breaking down about us ; and yet we are doing
nothing to meet 'its which this social revolu-

tion is creating. That our women are slowly taking
[> and t!v; medical profession, is not a
proper solution of the difficulty. How many women
departments provide for, even if they were
more largely entered into by our ladies than they
actually an- ' ; It therefore behoves the more thought-
ful members of the Brahma Samaj to give up their
iv and inactivity in regard to this matter and
-e a cheme of free livelihood for our women, both
in the interest of their true spiritual progress and of
their temporal comfort and happiness. ,

I now come to the close of th< of lec-

>.-gan in April last year. I take this opppr-

tunity of repeating my thanks to the members of the

oty for having elected me lecturer


and 1 given me this opportunity of re-thinking the
grounds: and principles of B'rflhmaism and -presenting
to you the results of m^ reflections. I embrace also
this opportunity of expressing publiclymy grateful
feelings, and I trust, of everyone of you, to theMahar-
ajadhiraj of Burdwan, wh(5se pious and enlightened
interest in Theology made the foundation of this
lectureship possible and which has, moreover, brought
into existence what may not quite inaptly be de-
scribed as an extension, in a systematic and, it may be
hoped, a lasting form, of the work of the Theological
Society, I mean the Brahma Vidyalaya or Theological
College for all India. I would ask my young Brahma
friends to avail themselves, to the fullest, of the
opportunities thus afforded them by the Mahriraja-
dhiraj and his colleagues for acquiring a systematic
knowledge of Theology, the queen of all sciences.
It now remains for me, before I sit down, to indicate,
in as few words as I can, the ground I have travelled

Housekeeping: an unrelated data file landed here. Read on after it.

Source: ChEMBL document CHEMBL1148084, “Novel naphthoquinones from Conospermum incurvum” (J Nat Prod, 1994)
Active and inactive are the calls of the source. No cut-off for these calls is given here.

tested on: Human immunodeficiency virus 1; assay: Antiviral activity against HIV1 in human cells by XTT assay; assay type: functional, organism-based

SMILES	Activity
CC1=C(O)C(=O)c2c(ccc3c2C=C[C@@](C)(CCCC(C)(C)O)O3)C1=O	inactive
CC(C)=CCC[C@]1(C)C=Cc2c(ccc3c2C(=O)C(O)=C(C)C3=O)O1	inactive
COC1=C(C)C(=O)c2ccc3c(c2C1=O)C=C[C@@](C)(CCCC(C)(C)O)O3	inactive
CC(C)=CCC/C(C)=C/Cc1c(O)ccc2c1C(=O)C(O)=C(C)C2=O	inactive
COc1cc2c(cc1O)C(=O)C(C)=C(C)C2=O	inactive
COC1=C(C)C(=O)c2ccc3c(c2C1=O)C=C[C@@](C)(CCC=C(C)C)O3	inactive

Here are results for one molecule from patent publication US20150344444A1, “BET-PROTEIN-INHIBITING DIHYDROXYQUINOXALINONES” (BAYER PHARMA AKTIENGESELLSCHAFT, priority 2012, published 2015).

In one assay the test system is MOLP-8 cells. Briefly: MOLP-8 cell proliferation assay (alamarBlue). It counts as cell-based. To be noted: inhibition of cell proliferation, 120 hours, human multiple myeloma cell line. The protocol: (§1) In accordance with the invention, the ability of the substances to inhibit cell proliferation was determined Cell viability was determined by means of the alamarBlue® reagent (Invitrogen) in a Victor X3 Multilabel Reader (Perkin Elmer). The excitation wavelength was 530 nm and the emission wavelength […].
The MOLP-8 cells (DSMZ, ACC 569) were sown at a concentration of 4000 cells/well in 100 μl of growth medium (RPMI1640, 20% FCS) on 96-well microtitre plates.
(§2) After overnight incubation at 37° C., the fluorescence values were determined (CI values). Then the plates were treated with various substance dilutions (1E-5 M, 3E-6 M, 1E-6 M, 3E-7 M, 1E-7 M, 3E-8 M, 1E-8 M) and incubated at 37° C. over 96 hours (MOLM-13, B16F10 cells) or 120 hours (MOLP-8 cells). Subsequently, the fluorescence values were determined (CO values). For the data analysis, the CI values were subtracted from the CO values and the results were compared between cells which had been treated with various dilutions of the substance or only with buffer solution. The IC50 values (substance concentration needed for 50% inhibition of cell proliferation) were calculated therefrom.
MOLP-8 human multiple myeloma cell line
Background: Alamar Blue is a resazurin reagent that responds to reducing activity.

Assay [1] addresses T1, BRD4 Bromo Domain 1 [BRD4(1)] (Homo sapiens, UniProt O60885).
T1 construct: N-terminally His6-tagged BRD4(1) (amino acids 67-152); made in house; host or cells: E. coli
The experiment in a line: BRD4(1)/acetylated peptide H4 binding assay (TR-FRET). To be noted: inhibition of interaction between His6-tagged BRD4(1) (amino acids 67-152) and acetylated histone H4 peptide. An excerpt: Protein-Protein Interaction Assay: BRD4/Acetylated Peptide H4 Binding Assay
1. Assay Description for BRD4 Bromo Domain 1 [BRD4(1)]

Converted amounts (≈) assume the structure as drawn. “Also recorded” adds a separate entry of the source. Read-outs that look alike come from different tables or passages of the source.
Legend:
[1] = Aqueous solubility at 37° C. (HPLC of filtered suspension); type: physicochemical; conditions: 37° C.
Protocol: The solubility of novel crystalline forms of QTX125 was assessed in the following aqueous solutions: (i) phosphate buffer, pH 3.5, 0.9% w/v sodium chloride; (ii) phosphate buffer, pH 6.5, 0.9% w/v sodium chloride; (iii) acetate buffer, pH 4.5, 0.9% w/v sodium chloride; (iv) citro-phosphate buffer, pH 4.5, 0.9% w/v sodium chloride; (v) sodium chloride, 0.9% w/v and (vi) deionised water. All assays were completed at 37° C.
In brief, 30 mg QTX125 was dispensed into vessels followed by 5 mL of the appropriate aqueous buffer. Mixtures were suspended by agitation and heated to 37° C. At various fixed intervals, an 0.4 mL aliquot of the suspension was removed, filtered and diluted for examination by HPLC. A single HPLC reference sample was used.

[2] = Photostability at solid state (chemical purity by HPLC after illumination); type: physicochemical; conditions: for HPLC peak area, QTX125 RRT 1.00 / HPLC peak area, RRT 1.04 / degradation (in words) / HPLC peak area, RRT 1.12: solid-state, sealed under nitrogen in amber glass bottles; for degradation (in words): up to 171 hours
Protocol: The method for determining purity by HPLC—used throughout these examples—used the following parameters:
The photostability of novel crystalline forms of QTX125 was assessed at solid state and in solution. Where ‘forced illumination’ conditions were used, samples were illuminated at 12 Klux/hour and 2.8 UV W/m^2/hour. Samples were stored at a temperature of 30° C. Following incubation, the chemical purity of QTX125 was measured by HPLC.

in the course of the twelve lectures I have delivered
here on the Philosophy of Brahmaism. You will
see, from my recitation of the subjects dealt with in
these lectures, that the series might as well be call-
ed the History and Philosophy of Brahmaism. In my
first lecture I gave you a history of the development
of Brahm,ic doctrines from the time of Kaja
Rammohan Bay to quite recent times, touching
briefly on all the chief phases of thought that have
arisen during this important period of the history of
Brahmaism. In my second lecture I set forth the
claims of free scientific thought as the true basis of



Bivihinaisui and exposed the errors of supernatiiral-
ism in bot ifcs gross an^ subtle forms. In my third
lecture I gave a critical exposition of the doctrine of
* Intuition taught by Maharshi Devendranath Thakur
and Brahmananda Kesavchandra Sen, and pointed
out bi^th the permanent essence and the passing forms
of that doctrine. In my fourfch lecture, which ; you
must huve seen, was the corner stone of the whole
system laid down in these lectures, 1 showed, by* an
analysis of knowledge and thought, how the reality of
an infinite and eternal Consciousness as the very life
and support of tinite intelligence and of Nature, lies
at the root of all forms of conscious life. In the nf th
lecture I showed that the fundamental principles
oi ail sciences, physical, biological and mental, are
UK .d, whether scientists themselves know

or not, and imply the existence of an intelligent
Lung at the root of Nature. In the sixth lecture I
showed the place of both Monism and Dualism in
philosophical Druhmaism. In my seventh lecture
.pounded the idea of self-realisation, which I regard
as the true basis ot ethics, and laid down the mam
hues of moral duties. In my eighth lecture 1 sought
to establish the truth oi the Divine love and perfection
on the babib of the doctrine oi conscience expounded
in my previous lecture. In lyy ninth lecture I set
fortli the arguments for the immortality of the soul,
dwelling at some length on the latest forms of
.enalibiu, as ably dealt with by the eminent
Amencuii i'a)ciiologiat, i'ruiesoor \\ . James. In
my Untu lecture i UcutcU, botii Histoiicaiiy anu



critically, of the various systems of spiritual culture
that have been taught byi ,J3rahma ministers and